CONNECT
search advanced search
UNICEF Innocenti
Office of Research-Innocenti
search menu

Children and COVID-19 Research Library

UNICEF Innocenti's curated library of COVID-19 + Children research

RESULTS:   3     SORT BY:
Prev 1 Next

ADVANCED SEARCH:

Select one or more filter options and click search below.

PUBLICATION DATE:
UNICEF Innocenti Publication
UNICEF Publication
Open Access
JOURNAL ACCESS FOR UNICEF STAFF CONTACT US
1 - 3 of 3
First Prev 1 Next Last
Care, coping, and connection under COVID-19: insights on couple relationships from a follow-up to the Bandebereho randomized controlled trial in Rwanda

AUTHOR(S)
Kate Doyle; Deboleena Rakshit; Ruti Levtov (et al.)

Institution: Promundo
Published: November 2021
The Care, Coping and Connection under COVID-19 report presents findings from a phone survey with 500 couples in Rwanda, examining the impact of the pandemic on stress, caregiving, and family relationships. The study builds on a randomized controlled trial of the Bandebereho intervention to examine the longer-term (five-year) impact of the intervention on participating families. The data suggest that while the pandemic has been hard on many families, Bandebereho participants have tended to fare better than those in the control group, suggesting long-lasting impacts of the intervention on key outcomes related to men’s engagement in care work and on couple and family relations.
Risk and protective factors related to children’s symptoms of emotional difficulties and hyperactivity/inattention during the COVID-19-related lockdown in France: results from a community sample

AUTHOR(S)
Flore Moulin; Tarik El‑Aarbaoui; Joel José Herranz Bustamante (et al.)

Published: March 2021   Journal: European Child & Adolescent Psychiatry
The COVID-19 epidemic has spread worldwide since December 2019. To contain it, preventive measures including social distancing, economic shutdown, and school closures were introduced, carrying the risk of mental health burden in adults and children. Although the knowledge base regarding children’s response to trauma and adverse events in general has broadened, descriptions of their mental health during epidemics remain scarce. In particular, the role of family socioeconomic characteristics and parental mental health are poorly understood.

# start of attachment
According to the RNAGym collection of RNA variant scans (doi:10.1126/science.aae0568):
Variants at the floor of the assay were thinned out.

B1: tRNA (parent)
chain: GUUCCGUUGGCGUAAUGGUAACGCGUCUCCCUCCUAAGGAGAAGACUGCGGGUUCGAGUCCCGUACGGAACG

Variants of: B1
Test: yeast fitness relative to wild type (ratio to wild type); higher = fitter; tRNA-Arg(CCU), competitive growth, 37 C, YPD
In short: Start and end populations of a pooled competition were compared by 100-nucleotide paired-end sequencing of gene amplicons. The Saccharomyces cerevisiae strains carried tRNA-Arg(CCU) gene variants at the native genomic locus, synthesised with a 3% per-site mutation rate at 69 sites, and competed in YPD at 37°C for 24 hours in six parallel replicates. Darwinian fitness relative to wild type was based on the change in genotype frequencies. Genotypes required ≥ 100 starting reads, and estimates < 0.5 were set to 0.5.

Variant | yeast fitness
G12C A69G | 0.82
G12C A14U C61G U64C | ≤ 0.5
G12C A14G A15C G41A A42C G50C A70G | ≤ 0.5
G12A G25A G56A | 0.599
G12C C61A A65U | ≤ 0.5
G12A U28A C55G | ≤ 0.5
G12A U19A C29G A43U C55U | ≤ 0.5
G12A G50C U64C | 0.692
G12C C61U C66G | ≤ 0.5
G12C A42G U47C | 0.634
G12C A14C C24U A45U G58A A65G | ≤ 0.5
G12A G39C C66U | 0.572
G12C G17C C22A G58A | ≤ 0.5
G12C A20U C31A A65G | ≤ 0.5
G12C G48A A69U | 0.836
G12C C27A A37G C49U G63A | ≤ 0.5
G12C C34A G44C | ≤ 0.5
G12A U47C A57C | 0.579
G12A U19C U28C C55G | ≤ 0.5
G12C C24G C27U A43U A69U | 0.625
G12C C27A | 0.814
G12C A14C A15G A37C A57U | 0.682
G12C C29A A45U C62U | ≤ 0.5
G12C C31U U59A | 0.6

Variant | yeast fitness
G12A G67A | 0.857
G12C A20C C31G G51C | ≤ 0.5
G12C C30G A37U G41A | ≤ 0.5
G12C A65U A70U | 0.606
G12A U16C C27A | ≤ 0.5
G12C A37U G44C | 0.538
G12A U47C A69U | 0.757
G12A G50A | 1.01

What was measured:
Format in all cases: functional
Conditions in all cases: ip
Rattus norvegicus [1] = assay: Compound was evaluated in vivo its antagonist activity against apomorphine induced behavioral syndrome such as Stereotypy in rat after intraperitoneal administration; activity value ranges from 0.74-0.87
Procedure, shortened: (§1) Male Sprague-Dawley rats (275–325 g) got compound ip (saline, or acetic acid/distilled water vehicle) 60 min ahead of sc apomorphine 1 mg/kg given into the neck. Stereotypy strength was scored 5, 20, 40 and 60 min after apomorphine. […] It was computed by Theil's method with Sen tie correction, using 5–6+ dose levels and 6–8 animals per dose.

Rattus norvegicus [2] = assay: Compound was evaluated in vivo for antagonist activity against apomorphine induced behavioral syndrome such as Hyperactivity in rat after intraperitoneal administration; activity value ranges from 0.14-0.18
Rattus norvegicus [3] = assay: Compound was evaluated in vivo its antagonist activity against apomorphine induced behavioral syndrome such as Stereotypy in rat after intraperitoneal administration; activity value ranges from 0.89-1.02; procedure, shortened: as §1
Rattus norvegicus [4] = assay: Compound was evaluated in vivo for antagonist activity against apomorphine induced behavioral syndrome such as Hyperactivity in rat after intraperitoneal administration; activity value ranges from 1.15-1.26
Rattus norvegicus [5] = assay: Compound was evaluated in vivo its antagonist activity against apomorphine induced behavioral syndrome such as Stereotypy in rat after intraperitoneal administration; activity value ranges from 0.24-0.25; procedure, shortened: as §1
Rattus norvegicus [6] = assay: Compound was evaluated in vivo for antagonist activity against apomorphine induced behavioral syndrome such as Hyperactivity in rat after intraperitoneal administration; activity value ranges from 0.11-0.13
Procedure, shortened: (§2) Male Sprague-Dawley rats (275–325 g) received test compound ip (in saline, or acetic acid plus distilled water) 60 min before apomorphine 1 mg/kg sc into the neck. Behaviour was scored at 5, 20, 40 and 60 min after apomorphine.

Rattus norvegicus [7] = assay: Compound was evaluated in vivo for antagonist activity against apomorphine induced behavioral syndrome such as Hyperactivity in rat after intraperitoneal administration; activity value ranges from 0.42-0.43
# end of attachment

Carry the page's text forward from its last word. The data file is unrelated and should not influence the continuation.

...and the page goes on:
COVID-19 and the pivotal role of grandparents: childcare and income support in the UK and South Africa

AUTHOR(S)
Sara Cantillon; Elena Moore; Nina Teasdale

Published: March 2021   Journal: Feminist Economics
The COVID-19 global crisis and the “stay-home” response taken by most governments has starkly exposed the dependence of formal economies on the invisible and unpaid care labor of women – a dependence that has intensified during the pandemic as public childcare provision and schools are shut and parents work from home. This article focuses specifically on the childcare and income support provided by grandparents in the United Kingdom and South Africa. In undertaking this comparative analysis the study demonstrates the universality of intergenerational interdependence and the contextual specificity of grandparental childcare and income provision, as well as the differential impacts of suspending, or risking, such supports during the pandemic. Grandparents within and across households make substantial contributions to economic, social, and affective lives, and the study argues for greater recognition of these crucial contributions and the development of a more intersectional understanding of the provision of care work.
1 - 3 of 3
First Prev 1 Next Last

UNICEF Innocenti's Children and COVID-19 Library is a database collecting research from around the world on COVID-19 and its impacts on children and adolescents.

LEARN MORE ABOUT THE DATABASE

Read the latest quarterly digest on violence against children and women during COVID-19.

The first digest covers children and youth mental health under COVID-19.

Subscribe to updates on new research about COVID-19 & children

SIGN UP TO OUR NEWSLETTER

Share:

facebook twitter linkedin google+ reddit print email
Campaign Campaign

COVID-19 & Children: Rapid Research Response

UNICEF Innocenti is mobilizing a rapid research response in line with UNICEF’s global response to the COVID-19 crisis. The initiatives we’ve begun will provide the broad range of evidence needed to inform our work to scale up rapid assessment, develop urgent mitigating strategies in programming and advocacy, and preparation of interventions to respond to the medium and longer-term consequences of the COVID-19 crisis. The research projects cover a rapid review of evidence, education analysis, and social and economic policies.